It is interesting to note that adolescents surveyed had greater knowledge of some aspects of STDs than adults (ASHA, 1996). When asked about the prevalence of STDs in the population, 12 percent of the adolescent respondents versus 4 percent of adult respondents correctly stated that the number was one in five
people. Although few adolescents could name an STD other than HIV/AIDS, they were more likely than adults to answer correctly that some STDs (in addition to HIV/AIDS) are incurable and that some STDs are asymptomatic.
STDs are far more common than is generally perceived by the general population or health care professionals. For example, while there is widespread awareness of genital herpes infections, there also are many misperceptions about them. Perhaps the single largest misperception concerns the prevalence of herpes infection. In a recent national survey of sexual behavior (Laumann, Gagnon, et al., 1994), 2 percent of survey respondents age 18-59 reported having had genital herpes. In contrast, population-based studies suggest that the prevalence of antibodies to herpes simplex virus type 2, which causes about 85 percent of initial episodes of genital herpes, was 21.7 percent in 1990 (Johnson et al., 1993). The reason for the substantial differences between the low prevalence of self-reported genital herpes infections and the far higher true prevalence of the disease may be misperceptions regarding the clinical manifestations of genital herpes infections. Herpes is most often described as an episodic illness, typically presenting as a painful genital eruption and recurring with similarly painful lesions of shorter duration. In fact, a quite different clinical spectrum of infection exists. Herpes infection may manifest as mild initial episodes and asymptomatic shedding of the virus (Koutsky et al., 1992). Other studies indicate that most genital herpes infections are spread by asymptomatic individuals who often are unaware of their infections (Mertz et al., 1992).
Biological and social factors contribute to the hidden nature of the STD epidemic. Biological factors, including the lack of signs and symptoms in infected persons, the long lag time from initial infection until signs of severe complications, and the propensity for STDs to more easily infect women than men, contribute to the general lack of awareness of STDs among health professionals and the public. A number of social factors contribute to the risk of STDs and place a disproportionate burden on certain populations in the United States. Poverty and inadequate access to health care, substance use, and sexual abuse all increase an individual's risk for STDs. Lack of health insurance is particularly acute among the age and ethnic groups at greatest risk of STDs. Even for the insured, access to comprehensive STD-related services may be difficult. Sex workers, persons in detention facilities, the homeless, migrant workers, and other disenfranchised persons represent "core" transmitters of STDs in the population. Efforts to prevent STDs in the entire community are not likely to be successful unless these groups receive appropriate STD-related services.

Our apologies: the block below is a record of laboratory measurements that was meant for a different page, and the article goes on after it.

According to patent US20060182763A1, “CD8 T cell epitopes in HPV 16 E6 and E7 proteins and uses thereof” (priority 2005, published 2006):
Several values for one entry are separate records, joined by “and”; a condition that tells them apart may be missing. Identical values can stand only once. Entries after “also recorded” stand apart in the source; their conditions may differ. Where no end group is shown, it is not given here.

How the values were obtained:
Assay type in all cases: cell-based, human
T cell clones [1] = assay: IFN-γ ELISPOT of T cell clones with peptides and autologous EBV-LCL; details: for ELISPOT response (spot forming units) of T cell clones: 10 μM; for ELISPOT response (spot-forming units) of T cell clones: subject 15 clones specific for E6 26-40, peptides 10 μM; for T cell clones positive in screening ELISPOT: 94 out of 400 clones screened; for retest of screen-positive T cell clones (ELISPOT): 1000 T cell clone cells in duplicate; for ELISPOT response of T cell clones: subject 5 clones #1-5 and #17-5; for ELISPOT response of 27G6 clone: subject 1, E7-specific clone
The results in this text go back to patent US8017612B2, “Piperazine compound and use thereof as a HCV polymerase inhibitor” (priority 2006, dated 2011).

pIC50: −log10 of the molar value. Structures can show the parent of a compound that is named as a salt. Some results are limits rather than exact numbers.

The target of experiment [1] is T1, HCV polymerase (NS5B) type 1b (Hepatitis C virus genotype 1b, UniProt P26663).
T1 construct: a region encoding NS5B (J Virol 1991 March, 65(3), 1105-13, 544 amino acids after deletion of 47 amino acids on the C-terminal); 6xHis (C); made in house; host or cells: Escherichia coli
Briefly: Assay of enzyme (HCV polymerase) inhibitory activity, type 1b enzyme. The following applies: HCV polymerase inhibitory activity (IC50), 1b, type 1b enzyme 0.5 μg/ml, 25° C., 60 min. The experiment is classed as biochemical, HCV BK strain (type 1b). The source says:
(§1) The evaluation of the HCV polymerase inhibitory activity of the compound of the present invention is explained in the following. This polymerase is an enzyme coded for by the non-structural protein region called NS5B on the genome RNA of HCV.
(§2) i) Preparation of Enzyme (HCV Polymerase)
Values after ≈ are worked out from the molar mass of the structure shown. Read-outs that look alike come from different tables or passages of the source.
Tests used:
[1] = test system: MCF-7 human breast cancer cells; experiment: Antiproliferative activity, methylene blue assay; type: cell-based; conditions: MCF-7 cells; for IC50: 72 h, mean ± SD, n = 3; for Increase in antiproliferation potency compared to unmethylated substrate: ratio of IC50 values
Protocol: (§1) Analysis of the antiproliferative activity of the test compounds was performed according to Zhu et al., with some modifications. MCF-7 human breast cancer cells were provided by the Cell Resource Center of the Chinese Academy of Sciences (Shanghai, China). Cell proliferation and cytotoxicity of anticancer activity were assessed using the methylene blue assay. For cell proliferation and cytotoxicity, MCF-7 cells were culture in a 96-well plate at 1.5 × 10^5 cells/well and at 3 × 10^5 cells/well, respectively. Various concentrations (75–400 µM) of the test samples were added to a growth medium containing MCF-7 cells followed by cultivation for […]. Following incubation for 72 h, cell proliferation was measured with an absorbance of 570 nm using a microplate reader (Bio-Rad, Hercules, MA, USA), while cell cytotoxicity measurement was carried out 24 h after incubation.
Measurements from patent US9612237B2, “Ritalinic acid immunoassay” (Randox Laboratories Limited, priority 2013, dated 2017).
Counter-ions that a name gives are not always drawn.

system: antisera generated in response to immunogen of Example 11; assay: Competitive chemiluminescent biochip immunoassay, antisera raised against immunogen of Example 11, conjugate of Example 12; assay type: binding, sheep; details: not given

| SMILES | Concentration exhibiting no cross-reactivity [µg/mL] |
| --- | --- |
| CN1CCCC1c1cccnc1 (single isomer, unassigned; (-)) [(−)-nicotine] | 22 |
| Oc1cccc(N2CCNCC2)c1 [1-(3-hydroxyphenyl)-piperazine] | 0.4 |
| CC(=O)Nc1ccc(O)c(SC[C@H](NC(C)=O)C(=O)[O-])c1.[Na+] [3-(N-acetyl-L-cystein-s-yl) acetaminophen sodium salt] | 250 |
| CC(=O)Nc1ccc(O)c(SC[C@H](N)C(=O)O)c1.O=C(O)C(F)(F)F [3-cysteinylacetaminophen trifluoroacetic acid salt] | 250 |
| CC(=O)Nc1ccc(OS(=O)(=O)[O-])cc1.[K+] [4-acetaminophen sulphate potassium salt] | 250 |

Many Americans are reluctant or unwilling to discuss sexuality and STD-related issues openly or refuse to have the issue appear in the public arena. Such reluctance has devastating consequences for STD prevention efforts. Open and
frank communication and the sharing of information regarding sexuality and STDs are essential to preventing high-risk sexual behavior. In order to change behavior, Americans have to feel comfortable discussing sexual health issues; open communication between parents and children, between sexual partners, between teachers and students, and between health care providers and patients is essential. The secrecy surrounding sexuality impedes sexuality education programs for adolescents, open discussion between parents and their children and between sex partners, balanced messages from mass media, education and counseling activities of health care professionals, and community activism regarding STDs. Opponents of sexuality education programs for adolescents are likely to deny the possibility that their children are sexually active. Unfortunately, denial often eliminates the possibility that parents will communicate with their children regarding STDs, and this encourages high-risk behaviors. Children in these families are likely to get their information, which is often inaccurate, from other sources. Lack of comfort with open discussions of sexuality also makes open communication regarding sexual history and negotiating safer sex difficult. In addition, this discomfort has also resulted in a mass media that has not been involved in promoting healthy sexual behaviors. This industry commonly acquiesces to the public's fascination with sex, yet is generally not willing to incorporate and promote factual information regarding STDs and protective behaviors. Furthermore, discomfort and secrecy among health care providers adversely affects the delivery of health services. As a result, many clinicians do not identify potential problems or are ineffective in counseling their patients regarding healthy sexual behavior. Finally, secrecy hinders community activism for STDs. An effective STD prevention program should focus on overcoming all barriers to open communication.
Despite or because of the secrecy surrounding sexuality, adolescents and young adults are becoming increasingly sexually active. Better research is needed to track the problem of STDs and identify possible solutions; much of the data available in this area are seriously outdated or incomplete. There is a compelling need for further training of clinicians, educators, and researchers in the area of human sexuality. The poor understanding of STDs among Americans strongly supports a coordinated campaign to improve knowledge and awareness.